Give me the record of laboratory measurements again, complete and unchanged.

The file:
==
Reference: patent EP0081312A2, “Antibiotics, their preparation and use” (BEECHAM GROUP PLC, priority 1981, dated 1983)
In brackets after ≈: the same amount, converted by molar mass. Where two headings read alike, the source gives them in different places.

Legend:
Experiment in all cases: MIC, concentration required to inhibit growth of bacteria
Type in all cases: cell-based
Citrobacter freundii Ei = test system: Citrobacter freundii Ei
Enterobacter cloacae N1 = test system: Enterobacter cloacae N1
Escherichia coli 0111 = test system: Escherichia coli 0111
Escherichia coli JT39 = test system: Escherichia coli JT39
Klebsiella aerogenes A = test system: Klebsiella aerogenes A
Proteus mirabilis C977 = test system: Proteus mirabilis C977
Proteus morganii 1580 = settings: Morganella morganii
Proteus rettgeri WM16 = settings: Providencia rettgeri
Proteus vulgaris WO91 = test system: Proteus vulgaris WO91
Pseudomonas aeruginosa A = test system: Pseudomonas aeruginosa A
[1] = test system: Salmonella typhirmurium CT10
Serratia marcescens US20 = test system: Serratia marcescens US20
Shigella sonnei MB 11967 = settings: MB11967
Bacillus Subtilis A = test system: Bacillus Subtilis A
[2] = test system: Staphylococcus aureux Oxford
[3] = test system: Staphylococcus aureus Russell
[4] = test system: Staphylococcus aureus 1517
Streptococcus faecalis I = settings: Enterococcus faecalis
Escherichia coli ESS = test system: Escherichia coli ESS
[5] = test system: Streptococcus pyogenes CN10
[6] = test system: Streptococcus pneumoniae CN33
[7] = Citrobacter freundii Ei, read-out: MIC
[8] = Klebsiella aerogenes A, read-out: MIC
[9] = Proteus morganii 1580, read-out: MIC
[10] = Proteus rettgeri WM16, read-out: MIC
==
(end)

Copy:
Reference: patent EP0081312A2, “Antibiotics, their preparation and use” (BEECHAM GROUP PLC, priority 1981, dated 1983)
In brackets after ≈: the same amount, converted by molar mass. Where two headings read alike, the source gives them in different places.

Legend:
Experiment in all cases: MIC, concentration required to inhibit growth of bacteria
Type in all cases: cell-based
Citrobacter freundii Ei = test system: Citrobacter freundii Ei
Enterobacter cloacae N1 = test system: Enterobacter cloacae N1
Escherichia coli 0111 = test system: Escherichia coli 0111
Escherichia coli JT39 = test system: Escherichia coli JT39
Klebsiella aerogenes A = test system: Klebsiella aerogenes A
Proteus mirabilis C977 = test system: Proteus mirabilis C977
Proteus morganii 1580 = settings: Morganella morganii
Proteus rettgeri WM16 = settings: Providencia rettgeri
Proteus vulgaris WO91 = test system: Proteus vulgaris WO91
Pseudomonas aeruginosa A = test system: Pseudomonas aeruginosa A
[1] = test system: Salmonella typhirmurium CT10
Serratia marcescens US20 = test system: Serratia marcescens US20
Shigella sonnei MB 11967 = settings: MB11967
Bacillus Subtilis A = test system: Bacillus Subtilis A
[2] = test system: Staphylococcus aureux Oxford
[3] = test system: Staphylococcus aureus Russell
[4] = test system: Staphylococcus aureus 1517
Streptococcus faecalis I = settings: Enterococcus faecalis
Escherichia coli ESS = test system: Escherichia coli ESS
[5] = test system: Streptococcus pyogenes CN10
[6] = test system: Streptococcus pneumoniae CN33
[7] = Citrobacter freundii Ei, read-out: MIC
[8] = Klebsiella aerogenes A, read-out: MIC
[9] = Proteus morganii 1580, read-out: MIC
[10] = Proteus rettgeri WM16, read-out: MIC